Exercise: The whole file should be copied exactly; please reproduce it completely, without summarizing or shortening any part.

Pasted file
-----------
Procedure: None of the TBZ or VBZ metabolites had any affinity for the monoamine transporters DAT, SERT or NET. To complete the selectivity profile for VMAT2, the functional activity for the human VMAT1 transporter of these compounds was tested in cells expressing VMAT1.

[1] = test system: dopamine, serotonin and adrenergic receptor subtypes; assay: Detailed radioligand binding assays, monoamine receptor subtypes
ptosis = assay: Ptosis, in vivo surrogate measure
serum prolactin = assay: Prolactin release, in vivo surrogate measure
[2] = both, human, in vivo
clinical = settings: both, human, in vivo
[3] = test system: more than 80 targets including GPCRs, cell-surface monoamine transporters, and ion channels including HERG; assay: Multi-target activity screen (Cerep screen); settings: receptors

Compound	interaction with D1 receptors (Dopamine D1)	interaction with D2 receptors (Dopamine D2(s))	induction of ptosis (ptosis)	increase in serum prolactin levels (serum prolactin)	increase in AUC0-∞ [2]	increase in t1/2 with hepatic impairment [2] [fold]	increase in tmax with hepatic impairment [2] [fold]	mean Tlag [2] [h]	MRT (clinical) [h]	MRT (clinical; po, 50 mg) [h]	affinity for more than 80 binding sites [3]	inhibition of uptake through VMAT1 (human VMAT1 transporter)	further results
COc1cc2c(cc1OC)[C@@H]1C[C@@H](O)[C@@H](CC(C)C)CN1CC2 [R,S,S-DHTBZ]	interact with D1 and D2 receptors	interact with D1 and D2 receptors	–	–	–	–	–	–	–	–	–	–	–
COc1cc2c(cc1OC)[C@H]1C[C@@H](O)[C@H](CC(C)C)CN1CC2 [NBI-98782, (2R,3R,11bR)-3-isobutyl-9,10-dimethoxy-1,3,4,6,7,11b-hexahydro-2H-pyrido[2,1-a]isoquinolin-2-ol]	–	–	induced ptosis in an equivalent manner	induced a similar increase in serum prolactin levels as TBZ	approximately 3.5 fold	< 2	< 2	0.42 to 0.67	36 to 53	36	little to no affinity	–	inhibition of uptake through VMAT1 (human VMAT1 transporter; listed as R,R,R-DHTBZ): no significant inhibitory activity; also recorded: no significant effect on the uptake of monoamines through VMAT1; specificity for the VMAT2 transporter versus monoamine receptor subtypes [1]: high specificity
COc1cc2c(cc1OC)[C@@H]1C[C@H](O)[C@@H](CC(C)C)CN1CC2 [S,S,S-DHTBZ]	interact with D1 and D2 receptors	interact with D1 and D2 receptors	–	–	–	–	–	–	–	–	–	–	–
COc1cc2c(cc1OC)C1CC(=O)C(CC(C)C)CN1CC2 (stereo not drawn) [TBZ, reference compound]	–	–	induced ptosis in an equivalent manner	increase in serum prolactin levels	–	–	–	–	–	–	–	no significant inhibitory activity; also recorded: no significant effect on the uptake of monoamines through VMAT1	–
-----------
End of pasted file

Procedure: None of the TBZ or VBZ metabolites had any affinity for the monoamine transporters DAT, SERT or NET. To complete the selectivity profile for VMAT2, the functional activity for the human VMAT1 transporter of these compounds was tested in cells expressing VMAT1.

[1] = test system: dopamine, serotonin and adrenergic receptor subtypes; assay: Detailed radioligand binding assays, monoamine receptor subtypes
ptosis = assay: Ptosis, in vivo surrogate measure
serum prolactin = assay: Prolactin release, in vivo surrogate measure
[2] = both, human, in vivo
clinical = settings: both, human, in vivo
[3] = test system: more than 80 targets including GPCRs, cell-surface monoamine transporters, and ion channels including HERG; assay: Multi-target activity screen (Cerep screen); settings: receptors

Compound	interaction with D1 receptors (Dopamine D1)	interaction with D2 receptors (Dopamine D2(s))	induction of ptosis (ptosis)	increase in serum prolactin levels (serum prolactin)	increase in AUC0-∞ [2]	increase in t1/2 with hepatic impairment [2] [fold]	increase in tmax with hepatic impairment [2] [fold]	mean Tlag [2] [h]	MRT (clinical) [h]	MRT (clinical; po, 50 mg) [h]	affinity for more than 80 binding sites [3]	inhibition of uptake through VMAT1 (human VMAT1 transporter)	further results
COc1cc2c(cc1OC)[C@@H]1C[C@@H](O)[C@@H](CC(C)C)CN1CC2 [R,S,S-DHTBZ]	interact with D1 and D2 receptors	interact with D1 and D2 receptors	–	–	–	–	–	–	–	–	–	–	–
COc1cc2c(cc1OC)[C@H]1C[C@@H](O)[C@H](CC(C)C)CN1CC2 [NBI-98782, (2R,3R,11bR)-3-isobutyl-9,10-dimethoxy-1,3,4,6,7,11b-hexahydro-2H-pyrido[2,1-a]isoquinolin-2-ol]	–	–	induced ptosis in an equivalent manner	induced a similar increase in serum prolactin levels as TBZ	approximately 3.5 fold	< 2	< 2	0.42 to 0.67	36 to 53	36	little to no affinity	–	inhibition of uptake through VMAT1 (human VMAT1 transporter; listed as R,R,R-DHTBZ): no significant inhibitory activity; also recorded: no significant effect on the uptake of monoamines through VMAT1; specificity for the VMAT2 transporter versus monoamine receptor subtypes [1]: high specificity
COc1cc2c(cc1OC)[C@@H]1C[C@H](O)[C@@H](CC(C)C)CN1CC2 [S,S,S-DHTBZ]	interact with D1 and D2 receptors	interact with D1 and D2 receptors	–	–	–	–	–	–	–	–	–	–	–
COc1cc2c(cc1OC)C1CC(=O)C(CC(C)C)CN1CC2 (stereo not drawn) [TBZ, reference compound]	–	–	induced ptosis in an equivalent manner	increase in serum prolactin levels	–	–	–	–	–	–	–	no significant inhibitory activity; also recorded: no significant effect on the uptake of monoamines through VMAT1	–